For an in-depth look at business
owners' exit strategies – from a business lawyer's viewpoint – see Phil
Glasscock's Continuing Legal Education outline on
Employment and borrowing relationships don’t mix.
Lending money to employees can cause many problems, including souring the
employment relationship. On the other hand, refusing to lend money to an
employee can inflict the same amount of damage.
Here’s how to respond when employees put you on the
spot and ask for “advances.”
Avoidance techniques. Lending to employees is full of danger. The loan
may be paid back late or not at all. Terms of the loan may be misunderstood. The
parties can stop communicating and the relationship can sour for all sorts of
So what do you do when you are approached for a
loan or an advance? Offer to provide information instead. Offer to take time and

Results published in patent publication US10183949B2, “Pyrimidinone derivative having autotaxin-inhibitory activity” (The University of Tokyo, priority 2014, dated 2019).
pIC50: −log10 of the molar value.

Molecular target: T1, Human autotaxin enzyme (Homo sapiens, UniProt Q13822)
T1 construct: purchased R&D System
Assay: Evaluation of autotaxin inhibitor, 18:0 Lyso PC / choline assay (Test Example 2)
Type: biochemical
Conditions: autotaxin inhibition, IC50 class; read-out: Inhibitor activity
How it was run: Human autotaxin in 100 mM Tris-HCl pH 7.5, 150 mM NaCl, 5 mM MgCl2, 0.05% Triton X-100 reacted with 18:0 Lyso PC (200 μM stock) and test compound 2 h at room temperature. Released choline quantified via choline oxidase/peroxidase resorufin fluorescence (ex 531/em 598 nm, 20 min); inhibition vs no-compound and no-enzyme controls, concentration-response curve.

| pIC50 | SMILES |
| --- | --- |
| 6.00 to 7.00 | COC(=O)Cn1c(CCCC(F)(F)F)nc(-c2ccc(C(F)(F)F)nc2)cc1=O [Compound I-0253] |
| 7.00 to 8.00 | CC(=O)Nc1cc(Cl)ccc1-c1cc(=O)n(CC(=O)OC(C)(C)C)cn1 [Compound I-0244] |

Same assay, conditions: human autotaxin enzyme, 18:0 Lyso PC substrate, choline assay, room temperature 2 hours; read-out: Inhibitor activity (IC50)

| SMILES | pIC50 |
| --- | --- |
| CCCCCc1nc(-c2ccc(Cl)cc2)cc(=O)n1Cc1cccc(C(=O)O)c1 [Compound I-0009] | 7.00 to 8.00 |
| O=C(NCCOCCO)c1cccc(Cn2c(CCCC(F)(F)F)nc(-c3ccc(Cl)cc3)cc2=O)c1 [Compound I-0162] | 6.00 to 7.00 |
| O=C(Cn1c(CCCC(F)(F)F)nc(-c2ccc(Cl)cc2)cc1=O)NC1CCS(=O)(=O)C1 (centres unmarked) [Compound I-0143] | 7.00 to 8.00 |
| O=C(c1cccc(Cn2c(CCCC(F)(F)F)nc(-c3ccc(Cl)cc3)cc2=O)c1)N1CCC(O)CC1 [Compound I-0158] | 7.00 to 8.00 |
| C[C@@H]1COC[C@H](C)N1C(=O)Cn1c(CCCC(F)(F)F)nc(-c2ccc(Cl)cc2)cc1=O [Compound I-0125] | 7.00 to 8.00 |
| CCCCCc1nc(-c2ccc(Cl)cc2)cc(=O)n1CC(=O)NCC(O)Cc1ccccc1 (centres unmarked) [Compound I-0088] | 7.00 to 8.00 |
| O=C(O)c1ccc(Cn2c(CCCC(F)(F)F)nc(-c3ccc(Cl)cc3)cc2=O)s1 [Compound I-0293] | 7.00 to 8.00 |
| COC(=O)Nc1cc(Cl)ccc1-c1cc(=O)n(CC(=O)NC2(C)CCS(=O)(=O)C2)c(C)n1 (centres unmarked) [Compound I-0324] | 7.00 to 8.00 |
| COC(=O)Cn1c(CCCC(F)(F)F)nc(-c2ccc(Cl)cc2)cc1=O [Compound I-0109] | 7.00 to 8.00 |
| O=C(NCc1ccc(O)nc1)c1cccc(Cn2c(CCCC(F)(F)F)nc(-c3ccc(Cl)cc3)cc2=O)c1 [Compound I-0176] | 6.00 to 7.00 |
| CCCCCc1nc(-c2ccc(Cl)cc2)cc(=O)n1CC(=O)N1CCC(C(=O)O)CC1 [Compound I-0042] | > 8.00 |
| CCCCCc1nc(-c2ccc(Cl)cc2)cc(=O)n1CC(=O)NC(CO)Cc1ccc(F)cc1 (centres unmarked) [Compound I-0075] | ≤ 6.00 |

discuss with the employee the need for the loan. Offer to help look for loans
from a bank, mortgage lender or elsewhere.
Consider offering the employee a gift. It’s
cleaner and easier. Further, you can justify offering the gift for a much
smaller amount than the employee is asking for as a loan. You can justify it to
the employee by saying, “That’s all I have to give right now.” Finally, after
you’ve made the gift, close the door to future gifts or loans. Tell the
employee, “Now that I’ve given you a gift, that’s all I have to give, so please
do not ask me again.”
Suggest borrowing from third parties. Explain to the employee that borrowing from an
unrelated third party might make everyone feel more comfortable than borrowing
from the employer.
If you do decide to make a loan … see an
attorney first. Some issues to discuss are written documentation, terms,
forgiveness of the debt upon termination of employment, and so on.